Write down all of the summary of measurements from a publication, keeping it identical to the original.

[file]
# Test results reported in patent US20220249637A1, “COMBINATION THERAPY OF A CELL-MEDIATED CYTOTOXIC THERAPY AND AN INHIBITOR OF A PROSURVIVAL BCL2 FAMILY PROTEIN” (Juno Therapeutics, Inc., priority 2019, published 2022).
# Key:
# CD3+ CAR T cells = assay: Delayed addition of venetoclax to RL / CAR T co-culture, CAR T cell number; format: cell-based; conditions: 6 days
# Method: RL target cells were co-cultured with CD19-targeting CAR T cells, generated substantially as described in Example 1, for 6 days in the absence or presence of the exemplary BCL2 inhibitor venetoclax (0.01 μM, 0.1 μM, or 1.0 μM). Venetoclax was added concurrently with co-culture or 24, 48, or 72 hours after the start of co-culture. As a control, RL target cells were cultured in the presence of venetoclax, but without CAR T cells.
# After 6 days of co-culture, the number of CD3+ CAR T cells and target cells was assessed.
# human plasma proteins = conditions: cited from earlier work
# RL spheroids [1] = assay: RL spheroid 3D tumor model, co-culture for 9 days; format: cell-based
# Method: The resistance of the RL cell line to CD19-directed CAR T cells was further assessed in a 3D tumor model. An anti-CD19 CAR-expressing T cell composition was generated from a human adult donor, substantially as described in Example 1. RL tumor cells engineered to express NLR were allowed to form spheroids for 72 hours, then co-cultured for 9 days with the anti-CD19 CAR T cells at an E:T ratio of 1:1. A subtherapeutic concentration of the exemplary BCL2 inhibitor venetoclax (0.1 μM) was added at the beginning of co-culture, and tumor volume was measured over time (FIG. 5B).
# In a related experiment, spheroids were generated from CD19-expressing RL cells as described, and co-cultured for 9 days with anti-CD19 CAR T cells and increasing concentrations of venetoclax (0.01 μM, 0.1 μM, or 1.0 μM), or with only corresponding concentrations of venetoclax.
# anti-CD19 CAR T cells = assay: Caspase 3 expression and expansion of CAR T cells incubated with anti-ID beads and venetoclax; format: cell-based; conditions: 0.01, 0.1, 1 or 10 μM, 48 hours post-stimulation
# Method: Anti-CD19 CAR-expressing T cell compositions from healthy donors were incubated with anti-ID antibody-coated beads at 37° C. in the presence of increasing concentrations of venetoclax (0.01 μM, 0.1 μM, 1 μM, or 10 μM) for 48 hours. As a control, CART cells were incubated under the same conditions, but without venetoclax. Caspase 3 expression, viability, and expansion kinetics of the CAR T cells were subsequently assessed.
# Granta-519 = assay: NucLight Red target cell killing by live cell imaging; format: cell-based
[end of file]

# Test results reported in patent US20220249637A1, “COMBINATION THERAPY OF A CELL-MEDIATED CYTOTOXIC THERAPY AND AN INHIBITOR OF A PROSURVIVAL BCL2 FAMILY PROTEIN” (Juno Therapeutics, Inc., priority 2019, published 2022).
# Key:
# CD3+ CAR T cells = assay: Delayed addition of venetoclax to RL / CAR T co-culture, CAR T cell number; format: cell-based; conditions: 6 days
# Method: RL target cells were co-cultured with CD19-targeting CAR T cells, generated substantially as described in Example 1, for 6 days in the absence or presence of the exemplary BCL2 inhibitor venetoclax (0.01 μM, 0.1 μM, or 1.0 μM). Venetoclax was added concurrently with co-culture or 24, 48, or 72 hours after the start of co-culture. As a control, RL target cells were cultured in the presence of venetoclax, but without CAR T cells.
# After 6 days of co-culture, the number of CD3+ CAR T cells and target cells was assessed.
# human plasma proteins = conditions: cited from earlier work
# RL spheroids [1] = assay: RL spheroid 3D tumor model, co-culture for 9 days; format: cell-based
# Method: The resistance of the RL cell line to CD19-directed CAR T cells was further assessed in a 3D tumor model. An anti-CD19 CAR-expressing T cell composition was generated from a human adult donor, substantially as described in Example 1. RL tumor cells engineered to express NLR were allowed to form spheroids for 72 hours, then co-cultured for 9 days with the anti-CD19 CAR T cells at an E:T ratio of 1:1. A subtherapeutic concentration of the exemplary BCL2 inhibitor venetoclax (0.1 μM) was added at the beginning of co-culture, and tumor volume was measured over time (FIG. 5B).
# In a related experiment, spheroids were generated from CD19-expressing RL cells as described, and co-cultured for 9 days with anti-CD19 CAR T cells and increasing concentrations of venetoclax (0.01 μM, 0.1 μM, or 1.0 μM), or with only corresponding concentrations of venetoclax.
# anti-CD19 CAR T cells = assay: Caspase 3 expression and expansion of CAR T cells incubated with anti-ID beads and venetoclax; format: cell-based; conditions: 0.01, 0.1, 1 or 10 μM, 48 hours post-stimulation
# Method: Anti-CD19 CAR-expressing T cell compositions from healthy donors were incubated with anti-ID antibody-coated beads at 37° C. in the presence of increasing concentrations of venetoclax (0.01 μM, 0.1 μM, 1 μM, or 10 μM) for 48 hours. As a control, CART cells were incubated under the same conditions, but without venetoclax. Caspase 3 expression, viability, and expansion kinetics of the CAR T cells were subsequently assessed.
# Granta-519 = assay: NucLight Red target cell killing by live cell imaging; format: cell-based